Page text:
Session Type: ACR Poster Session B
Session Time: 9:00AM-11:00AM
Background/Purpose: Patients with rheumatoid arthritis (RA) have an increased risk of cardiovascular disease (CVD) as compared to the general population. The European League Against Rheumatism (EULAR) recommends that rheumatologists engage in assessing the CVD risks in RA patients. Multiple barriers such as limited time and lack of familiarity of CVD screening guidelines challenge the feasibility of this practice. Furthermore, recent data suggest that primary care providers fail to assess RA patients consistently or aggressively. At a tertiary referral center, we implemented an innovative system to provide RA patients direct access to cardiology for a CVD risk assessment. In the new RA-CVD clinic workflow, the rheumatologist can screen for CVD risk factors during a clinical visit and refer RA patients using a prescribed order set. Next, the patient is evaluated by cardiology and the 10-year risk for atherosclerotic cardiovascular disease (ASCVD) score is calculated to help guide therapy decisions. In this study, we examined patient access, lipid profiles and medication use before and after the intervention.
Methods: We devised an order set within the electronic medical record (EMR) that was available to all rheumatologists starting January 2015. The order set included a referral to the RA-CVD clinic, electrocardiogram, lipid profile or vertical auto profile (VAP), and hemoglobin A1C. For this study, we reviewed all RA patients presenting to our hospital for new or follow up appointments pre- and post- implementation of the program. Chart review was performed to identify elevated lipid profiles (LDL>130) and statin use. Our cardiology team devised a specific protocol to best risk assess these patients per EULAR guidelines.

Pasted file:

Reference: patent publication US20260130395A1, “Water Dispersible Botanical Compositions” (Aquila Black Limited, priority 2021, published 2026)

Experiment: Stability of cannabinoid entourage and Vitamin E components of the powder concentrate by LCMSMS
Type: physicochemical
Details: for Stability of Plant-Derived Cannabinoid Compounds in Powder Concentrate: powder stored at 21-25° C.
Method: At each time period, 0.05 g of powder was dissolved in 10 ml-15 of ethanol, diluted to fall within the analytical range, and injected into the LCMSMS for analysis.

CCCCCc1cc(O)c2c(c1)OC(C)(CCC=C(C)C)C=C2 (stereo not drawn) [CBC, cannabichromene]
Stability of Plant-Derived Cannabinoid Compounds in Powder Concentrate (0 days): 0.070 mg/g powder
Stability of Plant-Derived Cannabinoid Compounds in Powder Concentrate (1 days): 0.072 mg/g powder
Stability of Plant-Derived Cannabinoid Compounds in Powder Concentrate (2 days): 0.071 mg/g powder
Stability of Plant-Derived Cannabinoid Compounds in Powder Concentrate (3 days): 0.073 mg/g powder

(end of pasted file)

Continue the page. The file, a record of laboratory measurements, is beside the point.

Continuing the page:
Results: Since the launch of our program, 722 RA patients have been seen by the rheumatology practice, 99 (14%) of these patients agreed and were then referred to the RA-CVD clinic. Screening for diabetes and hypercholesterolemia has improved by 60% with the implementation of the program. To date, 13 patients have undergone full risk assessment, however not all patients have been seen partially due to cardiology appointment lag time. Of these patients, 5/13 (38%) patients were started on a statin based on their ASCVD score.
Conclusion: Our study suggests that the creation of a RA-CVD workflow significantly increased the rates of risk factor screening and appeared to provide a forum for necessary interventions. However, lack of cardiology access may limit the strength this program.
To cite this abstract in AMA style:Goldstein B, Zell J. Advocating for Rheumatoid Arthritis and Cardiovascular Health (ARCH): A Collaborative and Systems-Based Approach to Improve Access to Care [abstract]. Arthritis Rheumatol. 2015; 67 (suppl 10). http://acrabstracts.org/abstract/advocating-for-rheumatoid-arthritis-and-cardiovascular-health-arch-a-collaborative-and-systems-based-approach-to-improve-access-to-care/. Accessed October 21, 2017.
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